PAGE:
A Historical Tour of Tanzania
Any attempt to analyse the history of Tanzania before the 19th century without mentioning the coastal area may not yield much. Evidence indicates the arrival of traders from Arabia, Persia, India, Greece, and Rome to the Tanzanian shores as early as 5th century BC.
The growth of trade between the Arabian Peninsula and East Africa resulted in the establishment of many Arab and Asian trade settlements along the coast and this opened routes to the interior of what is now mainland Tanzania. Many trading centres were Arab-controlled. This encouraged good relations between Arabs and their African neighbors.
Arrival of Portuguese
When the Portuguese arrived in the 15th Century, the Arab influence was gradually undermined. The Portuguese were not eager to penetrate into the interior. A few years later, the French started the slave trade at the town of Kilwa in 1776. Arab traders saw profit in the slave trade and began to penetrate further into the interior around Lake Nyasa. At this time, together with slaves, ivory became a major attraction.
In 1825, the ruler of Muscat, Said Ibn Sultan transferred his capital from Muscat to Zanzibar and gave great incentives for his Arabian countrymen to pursue both slaves and ivory. As a result, the Arabs opened strong trade routes for both slaves and ivory in Lake Tanganyika, Tabora, and Ujiji.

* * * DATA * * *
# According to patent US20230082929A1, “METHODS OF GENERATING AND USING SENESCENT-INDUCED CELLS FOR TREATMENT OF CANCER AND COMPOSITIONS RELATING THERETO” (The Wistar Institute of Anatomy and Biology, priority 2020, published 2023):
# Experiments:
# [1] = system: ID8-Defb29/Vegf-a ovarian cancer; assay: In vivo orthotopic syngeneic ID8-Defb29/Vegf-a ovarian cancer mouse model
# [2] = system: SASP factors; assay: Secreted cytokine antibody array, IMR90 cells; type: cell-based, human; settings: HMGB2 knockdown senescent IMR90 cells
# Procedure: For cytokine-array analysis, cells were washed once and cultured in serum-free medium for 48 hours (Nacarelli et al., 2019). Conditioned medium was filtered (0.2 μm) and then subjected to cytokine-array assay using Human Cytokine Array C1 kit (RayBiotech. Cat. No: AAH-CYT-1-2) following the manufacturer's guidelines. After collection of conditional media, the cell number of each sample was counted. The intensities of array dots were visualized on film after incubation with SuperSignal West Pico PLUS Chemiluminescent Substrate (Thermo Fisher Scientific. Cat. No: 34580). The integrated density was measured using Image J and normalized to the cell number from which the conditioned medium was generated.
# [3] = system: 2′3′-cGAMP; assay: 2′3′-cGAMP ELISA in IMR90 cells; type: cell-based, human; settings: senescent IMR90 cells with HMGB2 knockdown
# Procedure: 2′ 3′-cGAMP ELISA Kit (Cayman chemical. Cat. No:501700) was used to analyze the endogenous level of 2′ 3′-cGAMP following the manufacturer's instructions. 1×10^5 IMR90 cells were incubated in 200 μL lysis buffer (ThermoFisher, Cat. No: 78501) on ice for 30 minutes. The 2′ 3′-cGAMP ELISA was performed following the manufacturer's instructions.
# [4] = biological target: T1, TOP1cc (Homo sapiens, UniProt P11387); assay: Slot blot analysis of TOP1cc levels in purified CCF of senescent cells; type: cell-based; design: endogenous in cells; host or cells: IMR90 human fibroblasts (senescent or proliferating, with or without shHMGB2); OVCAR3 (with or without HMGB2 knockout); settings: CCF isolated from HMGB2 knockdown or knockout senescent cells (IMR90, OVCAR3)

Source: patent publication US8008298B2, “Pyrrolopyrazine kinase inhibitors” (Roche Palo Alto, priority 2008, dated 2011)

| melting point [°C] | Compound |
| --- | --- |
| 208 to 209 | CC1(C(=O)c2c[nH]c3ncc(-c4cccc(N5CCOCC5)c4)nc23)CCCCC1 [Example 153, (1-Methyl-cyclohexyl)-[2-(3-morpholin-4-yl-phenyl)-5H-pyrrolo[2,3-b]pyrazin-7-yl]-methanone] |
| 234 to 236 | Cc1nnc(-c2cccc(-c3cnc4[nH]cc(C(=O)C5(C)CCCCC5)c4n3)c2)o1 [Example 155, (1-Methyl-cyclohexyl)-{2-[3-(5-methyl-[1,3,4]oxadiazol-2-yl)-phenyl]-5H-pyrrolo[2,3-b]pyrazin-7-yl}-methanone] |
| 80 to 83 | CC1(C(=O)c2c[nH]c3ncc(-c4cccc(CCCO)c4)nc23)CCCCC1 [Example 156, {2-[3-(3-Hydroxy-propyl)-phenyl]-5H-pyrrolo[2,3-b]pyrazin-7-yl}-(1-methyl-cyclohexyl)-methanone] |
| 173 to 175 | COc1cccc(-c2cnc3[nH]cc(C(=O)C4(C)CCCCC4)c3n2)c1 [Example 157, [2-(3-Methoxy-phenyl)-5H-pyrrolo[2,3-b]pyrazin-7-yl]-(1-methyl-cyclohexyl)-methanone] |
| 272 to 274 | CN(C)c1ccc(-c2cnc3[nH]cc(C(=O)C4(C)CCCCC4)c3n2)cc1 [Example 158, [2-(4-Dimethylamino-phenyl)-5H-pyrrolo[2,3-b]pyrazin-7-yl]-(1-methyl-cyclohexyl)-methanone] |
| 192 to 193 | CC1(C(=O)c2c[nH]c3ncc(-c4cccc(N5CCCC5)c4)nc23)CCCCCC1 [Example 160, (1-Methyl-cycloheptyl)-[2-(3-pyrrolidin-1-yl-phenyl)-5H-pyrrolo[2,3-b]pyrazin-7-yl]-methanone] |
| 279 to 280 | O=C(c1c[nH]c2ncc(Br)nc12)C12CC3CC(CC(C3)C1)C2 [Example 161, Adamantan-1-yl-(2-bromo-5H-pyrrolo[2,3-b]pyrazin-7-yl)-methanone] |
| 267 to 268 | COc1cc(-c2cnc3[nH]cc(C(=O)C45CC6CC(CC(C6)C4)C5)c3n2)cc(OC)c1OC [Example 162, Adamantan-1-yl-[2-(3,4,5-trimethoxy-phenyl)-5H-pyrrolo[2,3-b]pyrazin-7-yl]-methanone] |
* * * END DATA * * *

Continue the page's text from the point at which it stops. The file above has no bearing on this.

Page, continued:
Europeans show interest
In the late 19th century, Europeans started to show interest in then Tanganyika and missionaries from the Church Missionary Society, Johannes Rebman, and Johann Ludwig Krapf reached Mount Kilimanjaro in 1840. Later on, British explorers showed interest and sent Richard Burton and John Speke. They traveled from Bagamoyo to Lake Tanganyika in 1858. Both were keen to establish the fact that the great river Nile rose from Lake Victoria.
German East Africa
The scramble for Africa saw an awakened interest from the Germans in the 1840s, and they sent Carl Peters, Count Joachim, and Von Pfeil to the mainland to contact chiefs in the Usambara area. At this time friction had risen between the Germans and the Sultan of Zanzibar and in 1886 the Sultan, who had no desire to face the German military might, offered to oversee the establishment of German East Africa.
Due to weak administrative structures, the German East Africa Company did not succeed in administering the large area, and so the German government declared Tanzania a protectorate under its sphere of influence and over the entire coastal strip.
Introduction of sisal
Sisal was introduced to Tanzania by the German agronomist, Richard Hindorff in 1892 and for some time this was the most prominent economic activity in the protectorate. Sisal plantations became so large that they forced construction of a railway line from Dar es Salaam to Lake Tanganyika in 1896.
The country has a rich history and is not just about safaris, mountains and beaches. Though tourism plays a major part in the economy of the country, the rich culture that has sustained over the years cannot be overlooked.